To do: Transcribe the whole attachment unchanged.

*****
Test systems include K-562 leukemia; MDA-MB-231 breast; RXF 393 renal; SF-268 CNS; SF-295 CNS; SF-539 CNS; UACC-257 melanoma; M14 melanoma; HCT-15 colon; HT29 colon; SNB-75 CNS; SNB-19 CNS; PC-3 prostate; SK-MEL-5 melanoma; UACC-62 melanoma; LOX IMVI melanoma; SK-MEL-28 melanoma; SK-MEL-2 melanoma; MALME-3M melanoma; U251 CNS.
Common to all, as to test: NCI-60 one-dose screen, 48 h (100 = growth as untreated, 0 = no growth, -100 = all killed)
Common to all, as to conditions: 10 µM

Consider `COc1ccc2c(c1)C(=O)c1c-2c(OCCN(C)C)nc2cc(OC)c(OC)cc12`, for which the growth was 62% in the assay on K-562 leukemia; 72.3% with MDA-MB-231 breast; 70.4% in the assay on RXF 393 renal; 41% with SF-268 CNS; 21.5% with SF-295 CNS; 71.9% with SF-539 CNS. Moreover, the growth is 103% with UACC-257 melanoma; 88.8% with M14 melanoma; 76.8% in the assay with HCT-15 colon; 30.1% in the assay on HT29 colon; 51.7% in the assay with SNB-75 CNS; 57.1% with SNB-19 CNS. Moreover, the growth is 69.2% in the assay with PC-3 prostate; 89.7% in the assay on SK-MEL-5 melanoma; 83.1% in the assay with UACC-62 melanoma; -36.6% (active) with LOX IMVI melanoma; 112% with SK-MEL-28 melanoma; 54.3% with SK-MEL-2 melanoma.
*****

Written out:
Test systems include K-562 leukemia; MDA-MB-231 breast; RXF 393 renal; SF-268 CNS; SF-295 CNS; SF-539 CNS; UACC-257 melanoma; M14 melanoma; HCT-15 colon; HT29 colon; SNB-75 CNS; SNB-19 CNS; PC-3 prostate; SK-MEL-5 melanoma; UACC-62 melanoma; LOX IMVI melanoma; SK-MEL-28 melanoma; SK-MEL-2 melanoma; MALME-3M melanoma; U251 CNS.
Common to all, as to test: NCI-60 one-dose screen, 48 h (100 = growth as untreated, 0 = no growth, -100 = all killed)
Common to all, as to conditions: 10 µM

Consider `COc1ccc2c(c1)C(=O)c1c-2c(OCCN(C)C)nc2cc(OC)c(OC)cc12`, for which the growth was 62% in the assay on K-562 leukemia; 72.3% with MDA-MB-231 breast; 70.4% in the assay on RXF 393 renal; 41% with SF-268 CNS; 21.5% with SF-295 CNS; 71.9% with SF-539 CNS. Moreover, the growth is 103% with UACC-257 melanoma; 88.8% with M14 melanoma; 76.8% in the assay with HCT-15 colon; 30.1% in the assay on HT29 colon; 51.7% in the assay with SNB-75 CNS; 57.1% with SNB-19 CNS. Moreover, the growth is 69.2% in the assay with PC-3 prostate; 89.7% in the assay on SK-MEL-5 melanoma; 83.1% in the assay with UACC-62 melanoma; -36.6% (active) with LOX IMVI melanoma; 112% with SK-MEL-28 melanoma; 54.3% with SK-MEL-2 melanoma.